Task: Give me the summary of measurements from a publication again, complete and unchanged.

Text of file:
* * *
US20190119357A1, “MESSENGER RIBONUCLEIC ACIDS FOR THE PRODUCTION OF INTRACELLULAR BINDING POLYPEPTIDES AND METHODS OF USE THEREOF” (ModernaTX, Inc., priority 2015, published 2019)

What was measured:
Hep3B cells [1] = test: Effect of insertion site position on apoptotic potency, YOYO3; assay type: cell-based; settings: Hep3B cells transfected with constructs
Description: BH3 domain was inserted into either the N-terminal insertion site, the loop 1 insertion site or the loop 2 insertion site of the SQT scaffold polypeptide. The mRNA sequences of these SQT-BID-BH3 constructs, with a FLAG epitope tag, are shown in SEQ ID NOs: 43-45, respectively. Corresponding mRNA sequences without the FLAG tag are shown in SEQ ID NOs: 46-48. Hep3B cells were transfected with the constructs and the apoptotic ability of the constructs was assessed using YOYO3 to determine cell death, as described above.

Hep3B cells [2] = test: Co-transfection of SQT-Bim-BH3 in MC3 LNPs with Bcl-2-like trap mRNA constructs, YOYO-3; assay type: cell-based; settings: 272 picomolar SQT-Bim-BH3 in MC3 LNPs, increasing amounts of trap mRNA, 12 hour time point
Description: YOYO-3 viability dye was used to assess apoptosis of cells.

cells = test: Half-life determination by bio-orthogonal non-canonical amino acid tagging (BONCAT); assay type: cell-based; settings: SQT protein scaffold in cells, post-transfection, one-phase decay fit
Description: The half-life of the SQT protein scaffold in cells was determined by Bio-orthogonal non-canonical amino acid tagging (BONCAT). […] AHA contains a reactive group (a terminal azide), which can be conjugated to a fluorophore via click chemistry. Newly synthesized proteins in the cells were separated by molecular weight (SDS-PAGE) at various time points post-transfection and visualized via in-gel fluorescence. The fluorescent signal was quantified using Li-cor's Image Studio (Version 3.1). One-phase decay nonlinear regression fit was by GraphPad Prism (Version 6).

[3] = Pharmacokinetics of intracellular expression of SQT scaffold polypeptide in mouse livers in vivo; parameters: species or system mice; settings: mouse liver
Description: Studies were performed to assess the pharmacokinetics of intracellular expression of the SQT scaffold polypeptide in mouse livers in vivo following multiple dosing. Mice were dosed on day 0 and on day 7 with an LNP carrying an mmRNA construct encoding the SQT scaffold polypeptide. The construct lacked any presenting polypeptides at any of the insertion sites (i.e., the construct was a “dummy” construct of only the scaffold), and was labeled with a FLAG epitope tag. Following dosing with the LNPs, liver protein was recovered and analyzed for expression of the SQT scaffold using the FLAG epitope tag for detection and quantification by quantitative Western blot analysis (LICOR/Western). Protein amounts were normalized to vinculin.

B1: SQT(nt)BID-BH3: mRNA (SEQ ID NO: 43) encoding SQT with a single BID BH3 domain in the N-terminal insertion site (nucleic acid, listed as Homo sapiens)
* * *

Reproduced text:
US20190119357A1, “MESSENGER RIBONUCLEIC ACIDS FOR THE PRODUCTION OF INTRACELLULAR BINDING POLYPEPTIDES AND METHODS OF USE THEREOF” (ModernaTX, Inc., priority 2015, published 2019)

What was measured:
Hep3B cells [1] = test: Effect of insertion site position on apoptotic potency, YOYO3; assay type: cell-based; settings: Hep3B cells transfected with constructs
Description: BH3 domain was inserted into either the N-terminal insertion site, the loop 1 insertion site or the loop 2 insertion site of the SQT scaffold polypeptide. The mRNA sequences of these SQT-BID-BH3 constructs, with a FLAG epitope tag, are shown in SEQ ID NOs: 43-45, respectively. Corresponding mRNA sequences without the FLAG tag are shown in SEQ ID NOs: 46-48. Hep3B cells were transfected with the constructs and the apoptotic ability of the constructs was assessed using YOYO3 to determine cell death, as described above.

Hep3B cells [2] = test: Co-transfection of SQT-Bim-BH3 in MC3 LNPs with Bcl-2-like trap mRNA constructs, YOYO-3; assay type: cell-based; settings: 272 picomolar SQT-Bim-BH3 in MC3 LNPs, increasing amounts of trap mRNA, 12 hour time point
Description: YOYO-3 viability dye was used to assess apoptosis of cells.

cells = test: Half-life determination by bio-orthogonal non-canonical amino acid tagging (BONCAT); assay type: cell-based; settings: SQT protein scaffold in cells, post-transfection, one-phase decay fit
Description: The half-life of the SQT protein scaffold in cells was determined by Bio-orthogonal non-canonical amino acid tagging (BONCAT). […] AHA contains a reactive group (a terminal azide), which can be conjugated to a fluorophore via click chemistry. Newly synthesized proteins in the cells were separated by molecular weight (SDS-PAGE) at various time points post-transfection and visualized via in-gel fluorescence. The fluorescent signal was quantified using Li-cor's Image Studio (Version 3.1). One-phase decay nonlinear regression fit was by GraphPad Prism (Version 6).

[3] = Pharmacokinetics of intracellular expression of SQT scaffold polypeptide in mouse livers in vivo; parameters: species or system mice; settings: mouse liver
Description: Studies were performed to assess the pharmacokinetics of intracellular expression of the SQT scaffold polypeptide in mouse livers in vivo following multiple dosing. Mice were dosed on day 0 and on day 7 with an LNP carrying an mmRNA construct encoding the SQT scaffold polypeptide. The construct lacked any presenting polypeptides at any of the insertion sites (i.e., the construct was a “dummy” construct of only the scaffold), and was labeled with a FLAG epitope tag. Following dosing with the LNPs, liver protein was recovered and analyzed for expression of the SQT scaffold using the FLAG epitope tag for detection and quantification by quantitative Western blot analysis (LICOR/Western). Protein amounts were normalized to vinculin.

B1: SQT(nt)BID-BH3: mRNA (SEQ ID NO: 43) encoding SQT with a single BID BH3 domain in the N-terminal insertion site (nucleic acid, listed as Homo sapiens)